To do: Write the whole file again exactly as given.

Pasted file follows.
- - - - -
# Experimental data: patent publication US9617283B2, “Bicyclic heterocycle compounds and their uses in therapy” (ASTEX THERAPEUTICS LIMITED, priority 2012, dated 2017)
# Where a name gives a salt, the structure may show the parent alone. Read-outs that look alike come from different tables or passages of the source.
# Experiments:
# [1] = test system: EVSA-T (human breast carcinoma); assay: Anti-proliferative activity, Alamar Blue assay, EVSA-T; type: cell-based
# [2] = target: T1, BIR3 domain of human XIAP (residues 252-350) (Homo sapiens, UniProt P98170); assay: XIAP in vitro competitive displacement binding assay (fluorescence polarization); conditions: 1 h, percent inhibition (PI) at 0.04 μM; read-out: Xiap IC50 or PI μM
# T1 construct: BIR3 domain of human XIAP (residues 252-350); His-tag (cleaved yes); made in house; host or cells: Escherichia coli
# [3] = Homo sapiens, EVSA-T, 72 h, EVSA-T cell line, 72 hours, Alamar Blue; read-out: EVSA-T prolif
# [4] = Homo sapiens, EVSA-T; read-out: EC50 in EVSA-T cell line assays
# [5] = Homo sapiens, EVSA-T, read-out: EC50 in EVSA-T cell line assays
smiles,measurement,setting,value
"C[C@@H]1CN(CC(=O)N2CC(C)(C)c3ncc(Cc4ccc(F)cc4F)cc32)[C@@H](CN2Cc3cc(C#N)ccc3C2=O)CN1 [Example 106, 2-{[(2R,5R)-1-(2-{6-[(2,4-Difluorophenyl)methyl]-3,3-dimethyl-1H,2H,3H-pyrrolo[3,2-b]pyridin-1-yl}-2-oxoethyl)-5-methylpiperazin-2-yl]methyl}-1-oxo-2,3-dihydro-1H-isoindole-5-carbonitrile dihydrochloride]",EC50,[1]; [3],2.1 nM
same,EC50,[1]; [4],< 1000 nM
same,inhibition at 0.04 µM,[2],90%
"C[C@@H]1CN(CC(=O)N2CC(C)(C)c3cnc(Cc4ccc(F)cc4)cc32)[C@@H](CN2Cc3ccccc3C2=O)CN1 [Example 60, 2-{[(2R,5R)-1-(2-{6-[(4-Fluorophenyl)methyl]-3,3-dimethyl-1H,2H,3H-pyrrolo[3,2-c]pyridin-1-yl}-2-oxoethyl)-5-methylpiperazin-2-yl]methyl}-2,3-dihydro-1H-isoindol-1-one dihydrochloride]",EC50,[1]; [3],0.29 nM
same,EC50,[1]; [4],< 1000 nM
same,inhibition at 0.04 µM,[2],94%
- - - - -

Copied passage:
# Experimental data: patent publication US9617283B2, “Bicyclic heterocycle compounds and their uses in therapy” (ASTEX THERAPEUTICS LIMITED, priority 2012, dated 2017)
# Where a name gives a salt, the structure may show the parent alone. Read-outs that look alike come from different tables or passages of the source.
# Experiments:
# [1] = test system: EVSA-T (human breast carcinoma); assay: Anti-proliferative activity, Alamar Blue assay, EVSA-T; type: cell-based
# [2] = target: T1, BIR3 domain of human XIAP (residues 252-350) (Homo sapiens, UniProt P98170); assay: XIAP in vitro competitive displacement binding assay (fluorescence polarization); conditions: 1 h, percent inhibition (PI) at 0.04 μM; read-out: Xiap IC50 or PI μM
# T1 construct: BIR3 domain of human XIAP (residues 252-350); His-tag (cleaved yes); made in house; host or cells: Escherichia coli
# [3] = Homo sapiens, EVSA-T, 72 h, EVSA-T cell line, 72 hours, Alamar Blue; read-out: EVSA-T prolif
# [4] = Homo sapiens, EVSA-T; read-out: EC50 in EVSA-T cell line assays
# [5] = Homo sapiens, EVSA-T, read-out: EC50 in EVSA-T cell line assays
smiles,measurement,setting,value
"C[C@@H]1CN(CC(=O)N2CC(C)(C)c3ncc(Cc4ccc(F)cc4F)cc32)[C@@H](CN2Cc3cc(C#N)ccc3C2=O)CN1 [Example 106, 2-{[(2R,5R)-1-(2-{6-[(2,4-Difluorophenyl)methyl]-3,3-dimethyl-1H,2H,3H-pyrrolo[3,2-b]pyridin-1-yl}-2-oxoethyl)-5-methylpiperazin-2-yl]methyl}-1-oxo-2,3-dihydro-1H-isoindole-5-carbonitrile dihydrochloride]",EC50,[1]; [3],2.1 nM
same,EC50,[1]; [4],< 1000 nM
same,inhibition at 0.04 µM,[2],90%
"C[C@@H]1CN(CC(=O)N2CC(C)(C)c3cnc(Cc4ccc(F)cc4)cc32)[C@@H](CN2Cc3ccccc3C2=O)CN1 [Example 60, 2-{[(2R,5R)-1-(2-{6-[(4-Fluorophenyl)methyl]-3,3-dimethyl-1H,2H,3H-pyrrolo[3,2-c]pyridin-1-yl}-2-oxoethyl)-5-methylpiperazin-2-yl]methyl}-2,3-dihydro-1H-isoindol-1-one dihydrochloride]",EC50,[1]; [3],0.29 nM
same,EC50,[1]; [4],< 1000 nM
same,inhibition at 0.04 µM,[2],94%